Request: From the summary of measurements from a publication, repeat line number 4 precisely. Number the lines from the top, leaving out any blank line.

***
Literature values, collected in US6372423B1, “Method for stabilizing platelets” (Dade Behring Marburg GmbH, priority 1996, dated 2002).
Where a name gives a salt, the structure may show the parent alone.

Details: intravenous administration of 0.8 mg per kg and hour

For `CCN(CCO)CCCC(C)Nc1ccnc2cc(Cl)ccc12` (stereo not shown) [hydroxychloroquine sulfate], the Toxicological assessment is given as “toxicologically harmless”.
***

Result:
For `CCN(CCO)CCCC(C)Nc1ccnc2cc(Cl)ccc12` (stereo not shown) [hydroxychloroquine sulfate], the Toxicological assessment is given as “toxicologically harmless”.